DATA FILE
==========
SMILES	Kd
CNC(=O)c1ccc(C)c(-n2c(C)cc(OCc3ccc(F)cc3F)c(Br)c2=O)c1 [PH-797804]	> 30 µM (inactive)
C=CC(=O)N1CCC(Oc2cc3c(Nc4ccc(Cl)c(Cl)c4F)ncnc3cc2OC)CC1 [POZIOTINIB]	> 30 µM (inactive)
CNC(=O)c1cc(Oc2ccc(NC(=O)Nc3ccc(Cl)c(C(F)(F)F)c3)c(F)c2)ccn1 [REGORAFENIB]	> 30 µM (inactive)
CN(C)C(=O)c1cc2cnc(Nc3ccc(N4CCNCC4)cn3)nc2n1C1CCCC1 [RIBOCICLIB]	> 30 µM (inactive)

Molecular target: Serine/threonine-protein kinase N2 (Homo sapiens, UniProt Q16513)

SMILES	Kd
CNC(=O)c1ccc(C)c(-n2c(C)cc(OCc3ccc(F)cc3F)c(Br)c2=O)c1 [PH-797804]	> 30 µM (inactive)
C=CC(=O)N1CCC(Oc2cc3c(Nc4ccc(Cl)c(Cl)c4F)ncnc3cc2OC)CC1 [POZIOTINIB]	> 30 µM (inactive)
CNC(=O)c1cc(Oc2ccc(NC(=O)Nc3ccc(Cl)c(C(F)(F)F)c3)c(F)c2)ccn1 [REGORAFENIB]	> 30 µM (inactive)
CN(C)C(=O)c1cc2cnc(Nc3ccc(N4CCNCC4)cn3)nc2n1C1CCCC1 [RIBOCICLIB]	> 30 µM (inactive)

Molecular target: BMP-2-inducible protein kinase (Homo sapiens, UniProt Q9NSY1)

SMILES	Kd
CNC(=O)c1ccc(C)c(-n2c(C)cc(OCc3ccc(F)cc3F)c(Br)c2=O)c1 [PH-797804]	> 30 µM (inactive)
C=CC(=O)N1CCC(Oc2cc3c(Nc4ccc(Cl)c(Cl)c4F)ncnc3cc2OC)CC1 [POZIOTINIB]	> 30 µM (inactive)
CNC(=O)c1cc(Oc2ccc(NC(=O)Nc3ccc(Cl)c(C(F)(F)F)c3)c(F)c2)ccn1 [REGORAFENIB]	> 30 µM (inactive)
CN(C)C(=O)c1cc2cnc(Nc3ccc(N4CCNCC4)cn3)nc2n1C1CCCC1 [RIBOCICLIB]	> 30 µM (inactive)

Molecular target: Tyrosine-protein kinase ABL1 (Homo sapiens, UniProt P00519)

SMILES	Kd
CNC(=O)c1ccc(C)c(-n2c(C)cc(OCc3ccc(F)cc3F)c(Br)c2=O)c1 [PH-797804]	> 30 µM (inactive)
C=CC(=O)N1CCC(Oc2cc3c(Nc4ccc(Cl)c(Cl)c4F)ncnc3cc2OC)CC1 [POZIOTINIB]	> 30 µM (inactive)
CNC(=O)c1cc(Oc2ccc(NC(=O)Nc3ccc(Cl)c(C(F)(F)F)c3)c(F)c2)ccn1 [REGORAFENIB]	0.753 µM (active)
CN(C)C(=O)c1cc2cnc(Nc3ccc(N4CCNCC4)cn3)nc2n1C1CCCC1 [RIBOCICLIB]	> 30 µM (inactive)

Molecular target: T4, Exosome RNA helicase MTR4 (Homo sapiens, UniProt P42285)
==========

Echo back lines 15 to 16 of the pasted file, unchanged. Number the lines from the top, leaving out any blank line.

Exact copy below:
C=CC(=O)N1CCC(Oc2cc3c(Nc4ccc(Cl)c(Cl)c4F)ncnc3cc2OC)CC1 [POZIOTINIB]	> 30 µM (inactive)
CNC(=O)c1cc(Oc2ccc(NC(=O)Nc3ccc(Cl)c(C(F)(F)F)c3)c(F)c2)ccn1 [REGORAFENIB]	> 30 µM (inactive)